Why in the world does it matter how many women are employed in IT? What matters is that each employee in a given position is taking care of business. I can't see the correlation between gender percentages and an organization success. What I do see is a correlation between employee's competence and organization success. The emphasis should be on qualification not gender. Suppose those gender bating talking heads want to hire more women so they have more skirts to look up into. And that includes Ms. Dr Sue Black, mentioned above. I bet.

nyssssa
nyssssa

It makes more sense to ask women who choose other professional fields than men who chose IT.

figmo
figmo

Back in the 1980s, the US had something called "Affirmative Action" where employers were forced to discriminate against more qualified workers in favor of women and minorities. When a lesser qualified woman or minority candidate was hired because of this, the term used for them was "Affirmative Action Special." They usually didn't last long at whatever job they got because they were often underqualified. It was just as bad for the person who was hired over more qualified candidates. You were put in a position you weren't qualified to do, and people resented you for it. I know all this firsthand because I *was* an Affirmative Action Special at one company and had to work with them at others.

JBrown10
JBrown10

Lots of women are "geeks" -- doesn't mean they want to work in IT. Women are still the primary care givers..if you are dealing with kids and aging parents, IT doesn't provide the stability, and regular hours a woman needs to deal with her life. When guys take on more child care and elderly parent care, home care -- and there is a shift in the general population - more women will probably go into IT. Personally, I've seen a real shift in society, and as the responsibilities of both genders are shared - more women will start stepping into more traditional male jobs. No quota system is going to force more women to go take STEM courses, or except a job working nights/weekends. At least in nursing you get paid for your overtime, instead of - yeah you are on salary and will just work as long as needed. After all if you are working weird hours, you are paying high babysitting rates, and it is not worth it if you are on salary. As a single mom, when on call, I'd either bring the baby to the server room - or send the babysitting bill to my management (3am calls, need to go in, and I have a baby.... can't see why the job is an issue to women) Not all management is that flexible. Also the more women your shop has, usually the more women are willing to work for your shop...catch 22, no women, it is hard to hire any. They look around and notice the abesence of other women.

clwood4457
clwood4457

while the quota does not sound like a good thing. I can say that it worked for me to get my first job and prove to the employer. Sometimes being female it is hard to get in the door since it is a male dominated field and the people hiring have not quite gotten to the comfort of women in the IT field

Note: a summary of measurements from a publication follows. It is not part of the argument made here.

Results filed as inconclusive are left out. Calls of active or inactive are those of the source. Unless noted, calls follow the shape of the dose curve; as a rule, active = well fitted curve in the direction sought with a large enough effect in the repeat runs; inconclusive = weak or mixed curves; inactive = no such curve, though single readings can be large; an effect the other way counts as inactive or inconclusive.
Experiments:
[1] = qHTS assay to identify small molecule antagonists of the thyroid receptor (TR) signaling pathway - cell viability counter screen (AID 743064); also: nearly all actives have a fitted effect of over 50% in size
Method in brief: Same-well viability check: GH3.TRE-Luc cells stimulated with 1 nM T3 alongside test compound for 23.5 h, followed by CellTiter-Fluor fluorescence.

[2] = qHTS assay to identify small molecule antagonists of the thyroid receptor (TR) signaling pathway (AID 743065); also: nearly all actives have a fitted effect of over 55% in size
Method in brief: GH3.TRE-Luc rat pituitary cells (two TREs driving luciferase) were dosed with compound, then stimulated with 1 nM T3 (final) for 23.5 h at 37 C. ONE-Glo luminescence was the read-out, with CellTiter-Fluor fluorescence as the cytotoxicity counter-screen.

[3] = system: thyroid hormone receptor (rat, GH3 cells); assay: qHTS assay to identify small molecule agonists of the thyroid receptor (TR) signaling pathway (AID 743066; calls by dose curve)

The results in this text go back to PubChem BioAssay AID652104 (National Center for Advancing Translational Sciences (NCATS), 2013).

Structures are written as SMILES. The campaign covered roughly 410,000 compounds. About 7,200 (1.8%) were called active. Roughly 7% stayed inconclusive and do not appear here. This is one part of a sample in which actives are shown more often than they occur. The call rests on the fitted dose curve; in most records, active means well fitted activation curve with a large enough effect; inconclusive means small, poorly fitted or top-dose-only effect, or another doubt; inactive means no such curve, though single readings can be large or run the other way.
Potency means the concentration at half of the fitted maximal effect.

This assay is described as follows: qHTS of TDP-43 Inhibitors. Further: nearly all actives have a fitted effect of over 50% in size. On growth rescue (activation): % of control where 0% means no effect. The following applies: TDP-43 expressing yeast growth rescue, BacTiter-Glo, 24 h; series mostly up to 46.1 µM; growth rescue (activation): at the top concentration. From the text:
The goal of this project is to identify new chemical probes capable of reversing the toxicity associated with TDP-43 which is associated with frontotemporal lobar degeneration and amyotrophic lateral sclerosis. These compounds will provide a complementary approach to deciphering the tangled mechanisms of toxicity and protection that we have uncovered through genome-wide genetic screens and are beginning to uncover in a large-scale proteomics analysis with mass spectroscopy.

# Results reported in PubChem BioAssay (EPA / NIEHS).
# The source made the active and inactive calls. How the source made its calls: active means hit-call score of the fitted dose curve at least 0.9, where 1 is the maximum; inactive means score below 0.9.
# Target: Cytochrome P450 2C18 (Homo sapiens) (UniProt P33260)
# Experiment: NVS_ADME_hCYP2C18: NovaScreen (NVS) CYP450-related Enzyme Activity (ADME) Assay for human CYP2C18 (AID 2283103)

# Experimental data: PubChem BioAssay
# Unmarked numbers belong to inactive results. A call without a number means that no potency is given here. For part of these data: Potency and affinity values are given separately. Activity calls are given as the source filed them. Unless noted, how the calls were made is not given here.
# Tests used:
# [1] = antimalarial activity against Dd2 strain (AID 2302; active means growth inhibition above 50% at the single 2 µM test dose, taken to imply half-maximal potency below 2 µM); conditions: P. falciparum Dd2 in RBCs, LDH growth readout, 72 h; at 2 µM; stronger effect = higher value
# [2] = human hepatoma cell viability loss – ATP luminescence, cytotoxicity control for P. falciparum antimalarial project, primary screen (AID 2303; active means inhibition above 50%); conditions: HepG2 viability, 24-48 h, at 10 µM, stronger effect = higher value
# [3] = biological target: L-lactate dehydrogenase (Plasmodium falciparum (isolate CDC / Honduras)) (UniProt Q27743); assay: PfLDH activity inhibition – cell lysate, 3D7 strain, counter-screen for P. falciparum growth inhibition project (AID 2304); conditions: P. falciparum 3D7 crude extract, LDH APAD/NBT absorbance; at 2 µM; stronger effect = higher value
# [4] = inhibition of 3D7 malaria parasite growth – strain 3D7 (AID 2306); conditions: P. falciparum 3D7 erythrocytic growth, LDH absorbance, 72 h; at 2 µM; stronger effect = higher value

highlander718
highlander718

It's only natural. There are more women in primary education, there are more women working as nurses .... there are simply jobs that are more natural to women and others that come more naturaly to men.

geekgal2
geekgal2

I am in my late 40's and have been employed as a "geek" since 1998. However, I have been into computers since the Commodore 64! (yes, about 1983). I had a boyfriend who was very much into computers especially the TRS 80. I credit him for my success in IT. I absolutely love being a Sys Admin. I love figuring out how to fix things. I guess it is just my nature. I agree with the guys that there shouldn't be quotas or anything else trying to force women into work they may not enjoy. My one big pet peeve about being a woman in IT is that I don't feel like I get the same respect as the guys. I've even had people say to me "can we get a tech to fix it?" WHAT??? I AM the tech! So if anything needs to be dealt with its the reality that women CAN be good at being geeky. We do have the knowledge and the smarts to get the job done. Personally I actually like being one of very few women in this industry. I don't have to deal with the drama that women bring to the work place.

elleno
elleno

I spent my entire career in IT eventually managing large IT departments and never once did my colleagues or I ever stop to consider whether we were hiring male or female candidates. The question was always: can this IT worker do the job and will they fit into our environment. Sometimes the best person(s) was a man; sometimes it was a woman. Salaries were inevitably negotiated by HR and followed a standard structure. There was no 'salary discrimination.' When I think back over the best developers / project managers / architects / network specialists/ web designers / managers I knew and employed maybe thirty percent or so were women. (The disparity is because fewer of them take up an IT career.) Indeed there are two that I can think of in the top 1%. The article and the whole concept of 'women in IT' is insulting to IT women and IT workers in general who, I argue, are a pretty fair minded lot. These silly articles are simply a journalists attempt to drum up controversy which I am sure irritates many IT readers.